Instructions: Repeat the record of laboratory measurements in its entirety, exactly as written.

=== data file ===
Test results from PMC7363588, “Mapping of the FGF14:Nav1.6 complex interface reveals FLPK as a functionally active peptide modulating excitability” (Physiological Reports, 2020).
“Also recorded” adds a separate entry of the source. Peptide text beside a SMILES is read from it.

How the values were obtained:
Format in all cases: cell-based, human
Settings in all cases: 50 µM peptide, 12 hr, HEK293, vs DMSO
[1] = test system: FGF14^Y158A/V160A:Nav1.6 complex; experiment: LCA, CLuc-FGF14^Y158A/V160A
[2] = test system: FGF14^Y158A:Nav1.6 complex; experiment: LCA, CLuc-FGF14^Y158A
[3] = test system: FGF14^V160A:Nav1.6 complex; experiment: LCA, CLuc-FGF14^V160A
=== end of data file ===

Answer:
Test results from PMC7363588, “Mapping of the FGF14:Nav1.6 complex interface reveals FLPK as a functionally active peptide modulating excitability” (Physiological Reports, 2020).
“Also recorded” adds a separate entry of the source. Peptide text beside a SMILES is read from it.

How the values were obtained:
Format in all cases: cell-based, human
Settings in all cases: 50 µM peptide, 12 hr, HEK293, vs DMSO
[1] = test system: FGF14^Y158A/V160A:Nav1.6 complex; experiment: LCA, CLuc-FGF14^Y158A/V160A
[2] = test system: FGF14^Y158A:Nav1.6 complex; experiment: LCA, CLuc-FGF14^Y158A
[3] = test system: FGF14^V160A:Nav1.6 complex; experiment: LCA, CLuc-FGF14^V160A